Total versus unicompartmental knee replacement for isolated lateral osteoarthritis: a matched-pairs studyWalker, T., Gotterbarm, T., Bruckner, T. et al.
The aim of this study was to compare the functional outcome of patients following unicompartmental knee replacement (UKR) using the Oxford domed lateral UKR to patients who underwent cruciate-retaining total knee replacement (TKR) for isolated osteoarthritis in the lateral compartment.
With the help of our institutional database, we retrospectively identified 22 matched pairs with regards to age, gender and body mass index (BMI). Functional outcome was measured using the Oxford Knee Score (OKS) and range of motion (ROM). Complications and revisions were recorded.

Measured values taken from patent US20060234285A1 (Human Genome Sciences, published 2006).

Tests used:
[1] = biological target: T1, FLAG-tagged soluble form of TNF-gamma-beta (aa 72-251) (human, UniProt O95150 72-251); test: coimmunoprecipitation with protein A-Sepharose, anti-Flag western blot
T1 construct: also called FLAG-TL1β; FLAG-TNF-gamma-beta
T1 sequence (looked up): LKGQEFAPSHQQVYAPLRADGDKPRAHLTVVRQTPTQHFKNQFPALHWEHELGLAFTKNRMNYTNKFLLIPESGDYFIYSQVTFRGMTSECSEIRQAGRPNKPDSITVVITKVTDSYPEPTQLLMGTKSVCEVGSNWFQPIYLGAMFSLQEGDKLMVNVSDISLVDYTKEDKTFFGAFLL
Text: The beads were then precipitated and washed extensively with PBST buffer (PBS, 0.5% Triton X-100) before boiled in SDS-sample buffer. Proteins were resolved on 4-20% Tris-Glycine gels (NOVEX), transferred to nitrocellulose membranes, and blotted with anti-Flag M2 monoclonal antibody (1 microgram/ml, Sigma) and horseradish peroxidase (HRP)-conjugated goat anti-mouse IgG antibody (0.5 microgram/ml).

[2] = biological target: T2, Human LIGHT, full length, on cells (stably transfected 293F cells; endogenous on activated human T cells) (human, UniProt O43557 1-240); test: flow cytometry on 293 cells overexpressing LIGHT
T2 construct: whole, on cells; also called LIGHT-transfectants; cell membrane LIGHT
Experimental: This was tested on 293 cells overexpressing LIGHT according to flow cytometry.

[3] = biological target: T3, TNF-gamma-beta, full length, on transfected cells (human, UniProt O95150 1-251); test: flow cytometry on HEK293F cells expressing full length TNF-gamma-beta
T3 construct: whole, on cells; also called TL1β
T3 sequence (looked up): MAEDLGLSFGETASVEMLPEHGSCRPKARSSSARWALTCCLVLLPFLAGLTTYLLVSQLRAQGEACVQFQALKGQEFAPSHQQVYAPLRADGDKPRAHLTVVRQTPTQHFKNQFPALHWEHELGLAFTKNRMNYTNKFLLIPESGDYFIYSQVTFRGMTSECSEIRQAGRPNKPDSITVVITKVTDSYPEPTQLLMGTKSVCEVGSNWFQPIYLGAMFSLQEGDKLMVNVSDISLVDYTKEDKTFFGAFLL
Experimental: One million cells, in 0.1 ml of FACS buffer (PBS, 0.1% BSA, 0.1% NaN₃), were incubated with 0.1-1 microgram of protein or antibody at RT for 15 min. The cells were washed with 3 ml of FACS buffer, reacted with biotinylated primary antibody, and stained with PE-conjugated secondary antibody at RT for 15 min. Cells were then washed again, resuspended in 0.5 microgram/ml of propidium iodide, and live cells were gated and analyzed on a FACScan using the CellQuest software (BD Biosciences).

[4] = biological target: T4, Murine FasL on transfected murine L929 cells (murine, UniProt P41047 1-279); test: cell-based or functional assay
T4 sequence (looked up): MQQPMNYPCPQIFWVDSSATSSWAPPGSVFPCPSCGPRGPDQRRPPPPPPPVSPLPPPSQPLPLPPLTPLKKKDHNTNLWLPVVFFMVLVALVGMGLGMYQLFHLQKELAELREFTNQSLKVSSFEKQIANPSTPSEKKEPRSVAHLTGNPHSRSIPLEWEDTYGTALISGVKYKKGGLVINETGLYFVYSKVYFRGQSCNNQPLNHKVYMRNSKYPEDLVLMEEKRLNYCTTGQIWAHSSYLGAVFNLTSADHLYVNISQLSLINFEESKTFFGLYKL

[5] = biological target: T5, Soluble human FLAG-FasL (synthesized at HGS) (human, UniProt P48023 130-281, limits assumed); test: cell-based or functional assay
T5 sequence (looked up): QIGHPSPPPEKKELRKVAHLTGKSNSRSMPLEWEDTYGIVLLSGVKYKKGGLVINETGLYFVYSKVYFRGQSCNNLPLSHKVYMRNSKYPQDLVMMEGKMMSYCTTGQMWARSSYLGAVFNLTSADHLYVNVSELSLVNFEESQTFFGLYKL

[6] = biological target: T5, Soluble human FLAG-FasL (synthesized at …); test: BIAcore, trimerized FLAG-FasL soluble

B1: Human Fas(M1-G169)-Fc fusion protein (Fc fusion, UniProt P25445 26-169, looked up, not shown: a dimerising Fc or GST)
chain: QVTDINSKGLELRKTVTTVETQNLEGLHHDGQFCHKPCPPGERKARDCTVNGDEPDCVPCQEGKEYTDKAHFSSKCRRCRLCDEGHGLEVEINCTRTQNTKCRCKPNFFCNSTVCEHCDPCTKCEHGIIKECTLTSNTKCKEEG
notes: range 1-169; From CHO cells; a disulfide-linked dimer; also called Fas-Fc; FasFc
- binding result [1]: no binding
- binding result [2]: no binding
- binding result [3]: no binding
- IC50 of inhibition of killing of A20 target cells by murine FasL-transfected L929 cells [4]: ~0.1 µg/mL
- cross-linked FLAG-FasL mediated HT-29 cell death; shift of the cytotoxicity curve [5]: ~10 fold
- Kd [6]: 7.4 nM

The mean follow-up was 22 (UKR) and 19 (TKR) months, respectively. Patients following UKR had a statistically significant higher mean postoperative OKS and ROM: mean OKS was 43 [standard deviation (SD) 4] for UKR and 37 (SD 9) for TKR, respectively (p = 0.023); ROM was 127° (SD 13) for UKR and 107° (SD 17) for TKR (p < 0.001). Additionally the change in score was statistically significant higher in patients following UKR in the OKS (14.3 (SD 6) vs. 9.6 (SD 8)) and in the range of motion (+12° (SD 19) vs. −3° (SD 20)), (p = 0.041 and p = 0.01 respectively). Survival at two years using revision for any reason as the endpoint was 96 % [95 % confidence interval (CI) 72–99] for UKR and 100 % for TKR (Log-rank test, p = 0.317).
The functional results of mobile-bearing UKR for isolated osteoarthritis in the lateral compartment compare favourably to those after cruciate-retaining TKR in the short term. To compare survival and complications after both procedures, longer-term follow-up is necessary.